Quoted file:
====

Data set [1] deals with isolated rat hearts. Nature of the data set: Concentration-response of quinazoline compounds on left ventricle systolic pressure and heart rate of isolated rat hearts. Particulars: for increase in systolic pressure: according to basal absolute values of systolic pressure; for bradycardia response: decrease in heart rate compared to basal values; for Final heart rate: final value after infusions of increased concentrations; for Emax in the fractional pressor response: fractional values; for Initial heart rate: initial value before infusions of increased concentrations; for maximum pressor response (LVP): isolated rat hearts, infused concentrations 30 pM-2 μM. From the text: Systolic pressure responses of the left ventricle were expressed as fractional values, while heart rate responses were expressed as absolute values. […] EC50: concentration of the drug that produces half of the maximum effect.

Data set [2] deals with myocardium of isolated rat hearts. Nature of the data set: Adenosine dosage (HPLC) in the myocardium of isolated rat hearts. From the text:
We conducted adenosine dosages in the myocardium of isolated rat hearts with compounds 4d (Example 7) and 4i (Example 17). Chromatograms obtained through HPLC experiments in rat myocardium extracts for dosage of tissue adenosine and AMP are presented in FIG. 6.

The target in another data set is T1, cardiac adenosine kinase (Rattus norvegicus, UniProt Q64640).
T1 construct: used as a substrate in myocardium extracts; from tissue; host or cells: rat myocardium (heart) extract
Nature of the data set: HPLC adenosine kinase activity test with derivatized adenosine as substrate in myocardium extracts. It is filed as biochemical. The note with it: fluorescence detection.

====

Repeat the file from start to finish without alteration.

Data set [1] deals with isolated rat hearts. Nature of the data set: Concentration-response of quinazoline compounds on left ventricle systolic pressure and heart rate of isolated rat hearts. Particulars: for increase in systolic pressure: according to basal absolute values of systolic pressure; for bradycardia response: decrease in heart rate compared to basal values; for Final heart rate: final value after infusions of increased concentrations; for Emax in the fractional pressor response: fractional values; for Initial heart rate: initial value before infusions of increased concentrations; for maximum pressor response (LVP): isolated rat hearts, infused concentrations 30 pM-2 μM. From the text: Systolic pressure responses of the left ventricle were expressed as fractional values, while heart rate responses were expressed as absolute values. […] EC50: concentration of the drug that produces half of the maximum effect.

Data set [2] deals with myocardium of isolated rat hearts. Nature of the data set: Adenosine dosage (HPLC) in the myocardium of isolated rat hearts. From the text:
We conducted adenosine dosages in the myocardium of isolated rat hearts with compounds 4d (Example 7) and 4i (Example 17). Chromatograms obtained through HPLC experiments in rat myocardium extracts for dosage of tissue adenosine and AMP are presented in FIG. 6.

The target in another data set is T1, cardiac adenosine kinase (Rattus norvegicus, UniProt Q64640).
T1 construct: used as a substrate in myocardium extracts; from tissue; host or cells: rat myocardium (heart) extract
Nature of the data set: HPLC adenosine kinase activity test with derivatized adenosine as substrate in myocardium extracts. It is filed as biochemical. The note with it: fluorescence detection.